Tropical Garden. You do not need to live in a frost-free area to have a beautiful tropical garden. At Cedaridge Farm we have two – one is a tribute to the design philosophy of the late Roberto Burle Marx, who designed dramatic tropical gardens around Rio. It is in a lightly shaded area and features plants that are hardy (like ‘Sum & Substance’ hosta) but look tropical and tender plants that are tender (like banana trees and tree ferns) that either need moving indoors during winter or can be discarded like annuals at the end of the season. Our second tropical space is a patio with tropical plants grown in containers.

Shade Gardens. We design two kinds of shade gardens – one where the plants provide mostly foliage interest (like ferns, hostas, heuchera and hakone grass), and plants that flower well (like impatiens, coleus, and lilies), or a combination of the two.

Woodland Garden. Whether you have existing woodland or you need to create a woodland from scratch, the result can be sensational. Decide whether you want deciduous trees that provide fall color or evergreens that stay green all winter, or a mixture. At Cedaridge we made a ‘cathedral’ garden where the existing trees are trimmed high so the trunks look like the columns of a cathedral, and the branches arch out to meet overhead like the vaulted ceiling of a cathedral. Below, we provide two more layers of interest, at ground level and the under-story.

Vegetable Garden. We can design you an easy-care garden of raised beds where vegetables are planted in blocks or an edible landscape where edibles are grown for ornamental effect. We can provide the plan for a garden that was approved for the White house during the Ford Administration where Derek Fell worked as a garden consultant. Derek Fell’s book, “Vegetables – How to Select, Grow & Enjoy”, won a best book award from the Garden Writers Association.

Herb Garden. The herb garden at Cedaridge Farm is a ‘quadrant design’, feature in numerous calendars and books, including Derek Fell’s ‘Herb Gardening for Beginners.’ We can also provide a cartwheel design or a parterre herb garden for bountiful harvests of fresh herbs. The Herb Garden can also do double-duty as a vegetable garden.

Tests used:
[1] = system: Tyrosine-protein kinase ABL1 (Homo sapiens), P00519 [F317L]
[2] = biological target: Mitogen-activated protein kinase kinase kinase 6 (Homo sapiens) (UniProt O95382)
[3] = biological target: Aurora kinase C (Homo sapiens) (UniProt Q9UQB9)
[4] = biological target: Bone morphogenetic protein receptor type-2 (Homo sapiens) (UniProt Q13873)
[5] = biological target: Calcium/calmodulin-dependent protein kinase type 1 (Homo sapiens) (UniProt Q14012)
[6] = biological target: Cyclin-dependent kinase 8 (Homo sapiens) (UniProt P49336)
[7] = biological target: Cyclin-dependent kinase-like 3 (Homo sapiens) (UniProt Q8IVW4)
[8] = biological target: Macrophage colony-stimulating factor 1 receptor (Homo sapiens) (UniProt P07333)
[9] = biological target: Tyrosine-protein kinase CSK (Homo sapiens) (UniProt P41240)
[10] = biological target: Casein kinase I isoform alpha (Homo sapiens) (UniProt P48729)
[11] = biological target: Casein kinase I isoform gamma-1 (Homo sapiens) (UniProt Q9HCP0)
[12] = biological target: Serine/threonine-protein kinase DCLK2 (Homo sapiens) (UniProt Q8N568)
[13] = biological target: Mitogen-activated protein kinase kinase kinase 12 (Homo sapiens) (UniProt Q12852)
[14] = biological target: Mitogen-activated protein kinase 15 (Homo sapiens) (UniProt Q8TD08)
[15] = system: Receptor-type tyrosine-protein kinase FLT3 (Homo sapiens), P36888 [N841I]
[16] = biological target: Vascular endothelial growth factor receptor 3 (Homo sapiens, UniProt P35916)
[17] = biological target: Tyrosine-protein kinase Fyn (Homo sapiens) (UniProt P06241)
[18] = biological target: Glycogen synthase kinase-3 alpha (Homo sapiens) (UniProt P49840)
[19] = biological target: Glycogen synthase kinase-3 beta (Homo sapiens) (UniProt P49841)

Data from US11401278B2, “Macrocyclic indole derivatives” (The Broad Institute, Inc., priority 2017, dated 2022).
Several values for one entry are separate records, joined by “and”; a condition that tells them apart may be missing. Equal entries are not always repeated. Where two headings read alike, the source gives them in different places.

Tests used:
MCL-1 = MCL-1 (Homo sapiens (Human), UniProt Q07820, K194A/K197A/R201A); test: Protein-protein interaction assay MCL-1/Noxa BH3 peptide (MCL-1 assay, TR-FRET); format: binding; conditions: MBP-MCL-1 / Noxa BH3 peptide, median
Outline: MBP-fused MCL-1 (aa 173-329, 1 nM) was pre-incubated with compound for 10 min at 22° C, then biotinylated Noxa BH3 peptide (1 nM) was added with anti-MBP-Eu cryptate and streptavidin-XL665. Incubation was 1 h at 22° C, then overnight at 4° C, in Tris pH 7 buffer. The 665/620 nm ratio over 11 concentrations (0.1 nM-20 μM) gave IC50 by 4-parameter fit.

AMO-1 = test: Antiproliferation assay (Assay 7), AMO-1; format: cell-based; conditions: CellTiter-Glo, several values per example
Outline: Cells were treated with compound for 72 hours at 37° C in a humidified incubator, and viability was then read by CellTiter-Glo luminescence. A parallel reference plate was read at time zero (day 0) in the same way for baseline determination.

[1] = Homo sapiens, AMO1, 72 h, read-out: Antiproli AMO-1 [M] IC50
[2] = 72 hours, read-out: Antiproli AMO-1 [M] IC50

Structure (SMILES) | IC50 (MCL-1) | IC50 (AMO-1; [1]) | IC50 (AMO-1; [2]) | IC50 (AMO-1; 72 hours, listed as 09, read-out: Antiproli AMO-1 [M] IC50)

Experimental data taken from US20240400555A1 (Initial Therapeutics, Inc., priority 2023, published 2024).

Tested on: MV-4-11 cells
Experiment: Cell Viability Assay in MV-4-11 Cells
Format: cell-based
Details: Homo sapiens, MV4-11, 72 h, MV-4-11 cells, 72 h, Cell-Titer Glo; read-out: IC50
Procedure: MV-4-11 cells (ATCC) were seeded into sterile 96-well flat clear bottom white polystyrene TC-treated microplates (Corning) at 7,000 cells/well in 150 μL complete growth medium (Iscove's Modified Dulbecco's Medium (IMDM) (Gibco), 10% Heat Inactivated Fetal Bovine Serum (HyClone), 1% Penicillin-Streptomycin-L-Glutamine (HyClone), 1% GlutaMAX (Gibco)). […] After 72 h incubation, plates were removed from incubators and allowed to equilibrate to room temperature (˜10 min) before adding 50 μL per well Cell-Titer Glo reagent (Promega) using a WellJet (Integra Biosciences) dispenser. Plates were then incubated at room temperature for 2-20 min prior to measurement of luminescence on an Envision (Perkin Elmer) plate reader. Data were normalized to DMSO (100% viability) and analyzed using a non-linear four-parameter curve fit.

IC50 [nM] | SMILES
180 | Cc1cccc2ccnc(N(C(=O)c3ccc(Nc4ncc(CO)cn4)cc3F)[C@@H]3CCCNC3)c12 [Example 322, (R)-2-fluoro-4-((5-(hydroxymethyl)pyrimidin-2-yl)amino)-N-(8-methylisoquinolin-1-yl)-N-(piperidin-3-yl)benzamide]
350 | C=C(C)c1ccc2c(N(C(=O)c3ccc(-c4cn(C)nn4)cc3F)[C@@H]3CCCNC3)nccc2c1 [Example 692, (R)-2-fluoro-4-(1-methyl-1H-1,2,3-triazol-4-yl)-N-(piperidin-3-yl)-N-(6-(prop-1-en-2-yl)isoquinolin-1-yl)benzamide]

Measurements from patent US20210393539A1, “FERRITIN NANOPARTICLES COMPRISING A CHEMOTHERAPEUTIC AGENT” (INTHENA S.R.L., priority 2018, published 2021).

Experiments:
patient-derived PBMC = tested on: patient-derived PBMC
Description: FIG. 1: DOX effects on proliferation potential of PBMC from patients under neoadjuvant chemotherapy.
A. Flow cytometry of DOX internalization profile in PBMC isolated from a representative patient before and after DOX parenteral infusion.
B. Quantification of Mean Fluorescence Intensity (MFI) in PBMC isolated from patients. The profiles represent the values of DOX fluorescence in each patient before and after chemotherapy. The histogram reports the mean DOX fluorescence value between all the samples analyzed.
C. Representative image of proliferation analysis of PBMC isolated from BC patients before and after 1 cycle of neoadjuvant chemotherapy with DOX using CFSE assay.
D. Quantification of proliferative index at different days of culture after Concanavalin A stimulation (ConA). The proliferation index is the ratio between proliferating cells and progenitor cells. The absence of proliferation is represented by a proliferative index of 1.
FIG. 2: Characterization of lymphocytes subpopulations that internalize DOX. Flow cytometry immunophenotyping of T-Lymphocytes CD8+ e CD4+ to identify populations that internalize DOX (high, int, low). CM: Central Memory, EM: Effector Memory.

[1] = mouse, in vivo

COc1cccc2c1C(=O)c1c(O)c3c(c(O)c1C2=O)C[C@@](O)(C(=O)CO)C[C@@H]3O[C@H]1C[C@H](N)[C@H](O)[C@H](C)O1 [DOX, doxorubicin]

Cutting Garden. The cutting garden at Cedaridge Farm features bulbs such as tulips and daffodils for spring, and ever-blooming annuals to follow the bulbs so armloads of flowers can be harvested from April through October.

Victorian Garden. A garden with romantic overtones! Imagine a white gazebo framed by mostly white flowers for a wedding in the family. Or choose from among several color harmonies, such as yellow and blue, red, pink and silver, or blue, pink and white.

Cottage Garden. You don’t need a cottage to have a cottage garden. But if you do, such as a guest cottage, why not wrap it in shrub roses and climbers, plus those delightful English cottage garden plants like poppies, sunflowers and pinks. We also like to include plants to attract butterflies and hummingbirds.

Stream Garden. Lucky you if you have an existing stream to be landscaped. At Cedaridge Farm we have a stream, but when we moved here it was overgrown with poison ivy and brambles. Today it is criss-crossed with bridges, and beds of moisture-loving plants like astilbe and water iris. If you don’t have a stream, but would like one, we can create a design where the water is re-circulated along one that’s man-made but looks natural.

Orchard. You don’t need a lot of space for a productive orchard. By making the right choices, fruit trees can be grown in containers or espaliered against fences and walls to save space. Peaches and apples can be trained over arbors. Just a few plants of small fruits like strawberries and raspberries can be highly productive.

Bog Garden. Ideal for soils that tend to remain moist all season, bog gardens can be extremely colorful and highly imaginative, incorporating stepping stones and bridges to cross wet areas, and growing some of nature’s most diverse plant families, such as water iris, Japanese primroses, astilbe and waterlilies.